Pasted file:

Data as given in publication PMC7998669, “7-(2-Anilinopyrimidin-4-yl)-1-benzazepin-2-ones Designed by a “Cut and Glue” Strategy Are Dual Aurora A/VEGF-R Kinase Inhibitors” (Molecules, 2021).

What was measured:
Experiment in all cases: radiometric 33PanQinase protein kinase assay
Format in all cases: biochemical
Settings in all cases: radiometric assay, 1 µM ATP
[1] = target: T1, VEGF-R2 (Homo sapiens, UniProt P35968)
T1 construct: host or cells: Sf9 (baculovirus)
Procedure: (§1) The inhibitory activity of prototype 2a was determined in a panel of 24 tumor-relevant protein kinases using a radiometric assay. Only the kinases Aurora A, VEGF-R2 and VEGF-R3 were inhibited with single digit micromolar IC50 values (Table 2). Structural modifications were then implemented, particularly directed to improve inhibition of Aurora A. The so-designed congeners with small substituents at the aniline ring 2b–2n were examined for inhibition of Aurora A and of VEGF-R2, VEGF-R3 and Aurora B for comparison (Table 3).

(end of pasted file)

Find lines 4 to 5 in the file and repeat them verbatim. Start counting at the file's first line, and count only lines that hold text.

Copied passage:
Format in all cases: biochemical
Settings in all cases: radiometric assay, 1 µM ATP